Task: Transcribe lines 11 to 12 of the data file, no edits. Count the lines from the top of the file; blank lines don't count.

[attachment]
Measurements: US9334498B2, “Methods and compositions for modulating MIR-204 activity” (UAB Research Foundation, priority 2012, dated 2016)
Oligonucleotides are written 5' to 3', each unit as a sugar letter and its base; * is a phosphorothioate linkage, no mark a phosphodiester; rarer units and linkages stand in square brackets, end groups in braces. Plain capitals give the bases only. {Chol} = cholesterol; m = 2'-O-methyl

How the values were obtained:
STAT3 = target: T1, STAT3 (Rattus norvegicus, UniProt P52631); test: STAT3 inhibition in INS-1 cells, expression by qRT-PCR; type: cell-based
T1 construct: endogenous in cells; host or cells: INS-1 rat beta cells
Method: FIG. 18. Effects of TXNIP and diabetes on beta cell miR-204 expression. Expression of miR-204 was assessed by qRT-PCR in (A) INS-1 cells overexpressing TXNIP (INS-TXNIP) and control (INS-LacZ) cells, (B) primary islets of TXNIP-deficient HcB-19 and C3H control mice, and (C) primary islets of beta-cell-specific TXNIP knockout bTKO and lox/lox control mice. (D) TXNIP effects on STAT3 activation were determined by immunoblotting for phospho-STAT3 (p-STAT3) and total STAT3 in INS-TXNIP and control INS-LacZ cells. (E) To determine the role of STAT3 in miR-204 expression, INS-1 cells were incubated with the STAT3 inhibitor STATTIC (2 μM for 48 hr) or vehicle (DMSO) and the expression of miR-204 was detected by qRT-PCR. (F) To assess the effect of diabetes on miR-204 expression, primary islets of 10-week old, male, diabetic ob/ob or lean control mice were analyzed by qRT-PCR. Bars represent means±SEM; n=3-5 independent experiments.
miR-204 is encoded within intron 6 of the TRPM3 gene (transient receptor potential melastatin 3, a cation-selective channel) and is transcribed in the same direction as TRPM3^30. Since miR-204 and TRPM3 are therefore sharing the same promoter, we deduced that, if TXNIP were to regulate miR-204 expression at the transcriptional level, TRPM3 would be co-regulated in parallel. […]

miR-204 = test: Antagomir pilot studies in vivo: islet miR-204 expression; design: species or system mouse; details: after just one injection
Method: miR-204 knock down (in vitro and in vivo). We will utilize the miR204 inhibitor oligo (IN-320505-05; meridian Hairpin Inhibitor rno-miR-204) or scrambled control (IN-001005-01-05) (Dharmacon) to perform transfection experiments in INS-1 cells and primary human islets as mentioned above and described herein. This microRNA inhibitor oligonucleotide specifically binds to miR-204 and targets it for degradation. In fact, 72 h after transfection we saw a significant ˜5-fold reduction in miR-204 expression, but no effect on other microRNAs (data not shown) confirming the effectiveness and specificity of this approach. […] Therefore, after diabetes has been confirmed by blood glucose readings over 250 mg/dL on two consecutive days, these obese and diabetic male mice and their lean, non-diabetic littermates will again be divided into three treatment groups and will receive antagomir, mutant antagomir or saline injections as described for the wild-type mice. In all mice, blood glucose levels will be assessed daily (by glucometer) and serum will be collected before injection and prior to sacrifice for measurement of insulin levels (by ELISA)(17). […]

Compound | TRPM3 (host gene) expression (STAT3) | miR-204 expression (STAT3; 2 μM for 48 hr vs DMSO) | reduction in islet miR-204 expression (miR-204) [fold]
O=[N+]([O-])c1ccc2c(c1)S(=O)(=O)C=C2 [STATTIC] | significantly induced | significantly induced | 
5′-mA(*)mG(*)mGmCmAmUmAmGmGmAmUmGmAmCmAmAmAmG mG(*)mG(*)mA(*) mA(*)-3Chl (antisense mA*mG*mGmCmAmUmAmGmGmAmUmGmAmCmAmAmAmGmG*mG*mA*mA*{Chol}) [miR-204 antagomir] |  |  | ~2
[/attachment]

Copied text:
O=[N+]([O-])c1ccc2c(c1)S(=O)(=O)C=C2 [STATTIC] | significantly induced | significantly induced | 
5′-mA(*)mG(*)mGmCmAmUmAmGmGmAmUmGmAmCmAmAmAmG mG(*)mG(*)mA(*) mA(*)-3Chl (antisense mA*mG*mGmCmAmUmAmGmGmAmUmGmAmCmAmAmAmGmG*mG*mA*mA*{Chol}) [miR-204 antagomir] |  |  | ~2